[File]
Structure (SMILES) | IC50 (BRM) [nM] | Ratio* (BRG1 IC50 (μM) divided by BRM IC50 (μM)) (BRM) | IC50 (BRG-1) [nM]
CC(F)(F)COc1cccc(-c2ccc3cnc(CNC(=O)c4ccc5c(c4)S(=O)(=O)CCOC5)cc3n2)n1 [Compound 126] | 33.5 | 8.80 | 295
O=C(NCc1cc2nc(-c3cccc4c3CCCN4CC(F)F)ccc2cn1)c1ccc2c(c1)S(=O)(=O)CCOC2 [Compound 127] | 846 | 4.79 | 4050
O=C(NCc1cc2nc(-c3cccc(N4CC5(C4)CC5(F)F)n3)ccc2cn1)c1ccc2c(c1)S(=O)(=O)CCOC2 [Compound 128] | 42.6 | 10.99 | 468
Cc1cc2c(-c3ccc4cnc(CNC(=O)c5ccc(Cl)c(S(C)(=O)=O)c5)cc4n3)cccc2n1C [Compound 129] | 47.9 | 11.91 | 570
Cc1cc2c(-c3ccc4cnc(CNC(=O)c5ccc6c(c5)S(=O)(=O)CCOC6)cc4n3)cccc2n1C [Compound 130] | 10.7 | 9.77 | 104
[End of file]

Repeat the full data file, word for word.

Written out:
Structure (SMILES) | IC50 (BRM) [nM] | Ratio* (BRG1 IC50 (μM) divided by BRM IC50 (μM)) (BRM) | IC50 (BRG-1) [nM]
CC(F)(F)COc1cccc(-c2ccc3cnc(CNC(=O)c4ccc5c(c4)S(=O)(=O)CCOC5)cc3n2)n1 [Compound 126] | 33.5 | 8.80 | 295
O=C(NCc1cc2nc(-c3cccc4c3CCCN4CC(F)F)ccc2cn1)c1ccc2c(c1)S(=O)(=O)CCOC2 [Compound 127] | 846 | 4.79 | 4050
O=C(NCc1cc2nc(-c3cccc(N4CC5(C4)CC5(F)F)n3)ccc2cn1)c1ccc2c(c1)S(=O)(=O)CCOC2 [Compound 128] | 42.6 | 10.99 | 468
Cc1cc2c(-c3ccc4cnc(CNC(=O)c5ccc(Cl)c(S(C)(=O)=O)c5)cc4n3)cccc2n1C [Compound 129] | 47.9 | 11.91 | 570
Cc1cc2c(-c3ccc4cnc(CNC(=O)c5ccc6c(c5)S(=O)(=O)CCOC6)cc4n3)cccc2n1C [Compound 130] | 10.7 | 9.77 | 104